He starts out this wonderfully written article by explaining a little bit about the history of pre-health advising and how they can help you as well as their areas of expertise. He also talks about when to approach your advisor and start working with them on crafting your application, and resume.

Then Emil Chuck writes about the committee letter:

While it is expected that regular solicited letters of recommendation frame the applicant as an exceptional candidate – as I put it, “has superhero powers” – committee evaluations are written at a higher standard of honest evaluation, including a realistic assessment of an applicant’s deficiencies and strengths in comparison to successful professionals.  Finally, the pre-health evaluation committee letter often discusses other qualities of an applicant that are not often emphasized or brought up in typical reference letters.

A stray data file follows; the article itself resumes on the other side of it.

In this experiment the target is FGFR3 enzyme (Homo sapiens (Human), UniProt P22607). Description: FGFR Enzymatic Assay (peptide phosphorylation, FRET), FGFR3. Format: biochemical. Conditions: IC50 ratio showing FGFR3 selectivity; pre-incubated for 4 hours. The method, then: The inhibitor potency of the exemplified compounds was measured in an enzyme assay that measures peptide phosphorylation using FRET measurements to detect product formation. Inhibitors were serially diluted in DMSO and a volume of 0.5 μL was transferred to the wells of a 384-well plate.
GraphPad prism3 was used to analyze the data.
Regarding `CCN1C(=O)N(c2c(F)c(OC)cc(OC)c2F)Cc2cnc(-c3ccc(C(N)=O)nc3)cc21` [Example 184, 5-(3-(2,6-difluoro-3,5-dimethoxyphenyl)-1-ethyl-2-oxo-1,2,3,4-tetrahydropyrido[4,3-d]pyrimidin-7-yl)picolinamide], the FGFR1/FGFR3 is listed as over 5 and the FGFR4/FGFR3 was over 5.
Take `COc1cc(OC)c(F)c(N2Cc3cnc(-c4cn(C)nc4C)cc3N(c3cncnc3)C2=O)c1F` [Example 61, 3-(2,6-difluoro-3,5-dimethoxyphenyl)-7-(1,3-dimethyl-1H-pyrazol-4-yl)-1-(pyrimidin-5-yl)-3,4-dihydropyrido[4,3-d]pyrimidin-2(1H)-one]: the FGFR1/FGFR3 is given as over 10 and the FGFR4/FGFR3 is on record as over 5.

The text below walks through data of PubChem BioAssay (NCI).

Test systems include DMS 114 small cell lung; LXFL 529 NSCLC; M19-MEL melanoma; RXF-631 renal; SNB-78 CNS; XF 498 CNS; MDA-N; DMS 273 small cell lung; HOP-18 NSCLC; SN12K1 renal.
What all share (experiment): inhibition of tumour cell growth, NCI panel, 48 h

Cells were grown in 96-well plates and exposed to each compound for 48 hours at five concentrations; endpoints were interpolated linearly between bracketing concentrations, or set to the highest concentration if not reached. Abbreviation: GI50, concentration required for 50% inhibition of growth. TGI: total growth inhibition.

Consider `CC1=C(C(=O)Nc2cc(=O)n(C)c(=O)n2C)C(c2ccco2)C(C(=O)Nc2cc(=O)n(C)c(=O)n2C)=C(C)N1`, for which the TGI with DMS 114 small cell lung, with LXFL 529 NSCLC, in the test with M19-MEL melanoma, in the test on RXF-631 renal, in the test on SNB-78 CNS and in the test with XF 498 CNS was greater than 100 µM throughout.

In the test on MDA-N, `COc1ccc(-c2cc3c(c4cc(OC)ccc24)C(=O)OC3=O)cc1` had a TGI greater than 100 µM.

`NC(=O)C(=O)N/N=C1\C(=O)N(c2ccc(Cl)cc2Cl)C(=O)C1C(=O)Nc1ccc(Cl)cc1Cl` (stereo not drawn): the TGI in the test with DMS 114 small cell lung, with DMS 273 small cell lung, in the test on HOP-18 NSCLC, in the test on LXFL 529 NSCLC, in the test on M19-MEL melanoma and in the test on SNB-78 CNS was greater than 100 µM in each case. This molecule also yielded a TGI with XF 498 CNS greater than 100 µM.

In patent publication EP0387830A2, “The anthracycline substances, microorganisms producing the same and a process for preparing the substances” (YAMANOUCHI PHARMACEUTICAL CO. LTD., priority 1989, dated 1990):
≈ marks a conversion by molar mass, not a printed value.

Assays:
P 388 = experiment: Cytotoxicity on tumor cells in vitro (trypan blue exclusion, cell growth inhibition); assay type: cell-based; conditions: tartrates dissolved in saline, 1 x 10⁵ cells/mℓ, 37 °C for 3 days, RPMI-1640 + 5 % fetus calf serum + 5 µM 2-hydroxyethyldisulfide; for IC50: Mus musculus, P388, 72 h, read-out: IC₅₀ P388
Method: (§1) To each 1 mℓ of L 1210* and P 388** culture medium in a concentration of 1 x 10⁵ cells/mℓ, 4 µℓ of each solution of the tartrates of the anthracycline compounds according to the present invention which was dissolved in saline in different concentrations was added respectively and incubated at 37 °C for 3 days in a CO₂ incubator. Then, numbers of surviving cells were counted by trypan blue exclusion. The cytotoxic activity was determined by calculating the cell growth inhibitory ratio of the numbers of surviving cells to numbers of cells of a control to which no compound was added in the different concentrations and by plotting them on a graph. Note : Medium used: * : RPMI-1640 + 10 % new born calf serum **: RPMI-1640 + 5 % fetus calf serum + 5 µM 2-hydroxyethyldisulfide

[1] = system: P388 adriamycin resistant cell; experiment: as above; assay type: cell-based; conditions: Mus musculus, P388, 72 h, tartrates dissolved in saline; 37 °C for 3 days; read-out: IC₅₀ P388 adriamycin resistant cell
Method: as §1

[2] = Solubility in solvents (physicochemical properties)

He does a great job of explaining the various types of committee letters, their importance, how to interact with the committee, and the importance of this letter. He provides some great tips for dealing with your pre-health advisors.

We would highly recommend reading this article before going in to your advising office, and meeting with your advisor. Emil provides some great suggestions that will surely help you get through your advising process smoothly; without any snags. 

How to Work with Pre-Health Advisors and Committees [via the Student Doctor Network]

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Welcome to HackCollege Readers!